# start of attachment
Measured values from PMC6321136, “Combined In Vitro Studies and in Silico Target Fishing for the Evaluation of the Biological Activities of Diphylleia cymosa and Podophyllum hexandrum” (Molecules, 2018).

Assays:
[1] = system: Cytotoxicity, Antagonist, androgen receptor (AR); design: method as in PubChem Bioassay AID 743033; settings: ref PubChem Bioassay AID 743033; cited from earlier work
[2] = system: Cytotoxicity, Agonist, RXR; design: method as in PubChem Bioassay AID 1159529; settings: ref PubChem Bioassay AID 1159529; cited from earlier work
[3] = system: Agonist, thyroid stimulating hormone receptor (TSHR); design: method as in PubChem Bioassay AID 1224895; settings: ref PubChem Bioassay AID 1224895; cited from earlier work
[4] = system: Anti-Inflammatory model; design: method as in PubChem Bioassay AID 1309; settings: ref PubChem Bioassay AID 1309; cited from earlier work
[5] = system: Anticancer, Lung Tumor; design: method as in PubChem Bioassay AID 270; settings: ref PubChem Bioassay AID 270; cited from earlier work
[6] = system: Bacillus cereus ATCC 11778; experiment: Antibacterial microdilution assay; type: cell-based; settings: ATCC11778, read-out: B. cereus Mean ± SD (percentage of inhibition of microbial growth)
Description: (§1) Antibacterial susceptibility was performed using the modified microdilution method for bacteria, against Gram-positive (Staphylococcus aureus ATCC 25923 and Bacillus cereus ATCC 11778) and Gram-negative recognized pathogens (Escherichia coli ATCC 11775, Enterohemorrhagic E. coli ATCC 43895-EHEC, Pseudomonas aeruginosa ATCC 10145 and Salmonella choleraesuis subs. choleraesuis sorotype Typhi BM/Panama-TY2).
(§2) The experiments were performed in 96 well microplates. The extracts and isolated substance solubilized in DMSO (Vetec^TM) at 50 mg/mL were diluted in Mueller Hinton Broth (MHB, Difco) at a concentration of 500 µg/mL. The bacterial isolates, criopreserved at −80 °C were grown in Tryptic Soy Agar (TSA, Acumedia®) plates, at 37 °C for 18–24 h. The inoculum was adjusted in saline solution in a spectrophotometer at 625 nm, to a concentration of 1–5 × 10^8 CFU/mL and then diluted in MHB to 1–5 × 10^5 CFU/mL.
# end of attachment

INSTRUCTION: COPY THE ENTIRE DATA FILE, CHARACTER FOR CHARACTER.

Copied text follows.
Measured values from PMC6321136, “Combined In Vitro Studies and in Silico Target Fishing for the Evaluation of the Biological Activities of Diphylleia cymosa and Podophyllum hexandrum” (Molecules, 2018).

Assays:
[1] = system: Cytotoxicity, Antagonist, androgen receptor (AR); design: method as in PubChem Bioassay AID 743033; settings: ref PubChem Bioassay AID 743033; cited from earlier work
[2] = system: Cytotoxicity, Agonist, RXR; design: method as in PubChem Bioassay AID 1159529; settings: ref PubChem Bioassay AID 1159529; cited from earlier work
[3] = system: Agonist, thyroid stimulating hormone receptor (TSHR); design: method as in PubChem Bioassay AID 1224895; settings: ref PubChem Bioassay AID 1224895; cited from earlier work
[4] = system: Anti-Inflammatory model; design: method as in PubChem Bioassay AID 1309; settings: ref PubChem Bioassay AID 1309; cited from earlier work
[5] = system: Anticancer, Lung Tumor; design: method as in PubChem Bioassay AID 270; settings: ref PubChem Bioassay AID 270; cited from earlier work
[6] = system: Bacillus cereus ATCC 11778; experiment: Antibacterial microdilution assay; type: cell-based; settings: ATCC11778, read-out: B. cereus Mean ± SD (percentage of inhibition of microbial growth)
Description: (§1) Antibacterial susceptibility was performed using the modified microdilution method for bacteria, against Gram-positive (Staphylococcus aureus ATCC 25923 and Bacillus cereus ATCC 11778) and Gram-negative recognized pathogens (Escherichia coli ATCC 11775, Enterohemorrhagic E. coli ATCC 43895-EHEC, Pseudomonas aeruginosa ATCC 10145 and Salmonella choleraesuis subs. choleraesuis sorotype Typhi BM/Panama-TY2).
(§2) The experiments were performed in 96 well microplates. The extracts and isolated substance solubilized in DMSO (Vetec^TM) at 50 mg/mL were diluted in Mueller Hinton Broth (MHB, Difco) at a concentration of 500 µg/mL. The bacterial isolates, criopreserved at −80 °C were grown in Tryptic Soy Agar (TSA, Acumedia®) plates, at 37 °C for 18–24 h. The inoculum was adjusted in saline solution in a spectrophotometer at 625 nm, to a concentration of 1–5 × 10^8 CFU/mL and then diluted in MHB to 1–5 × 10^5 CFU/mL.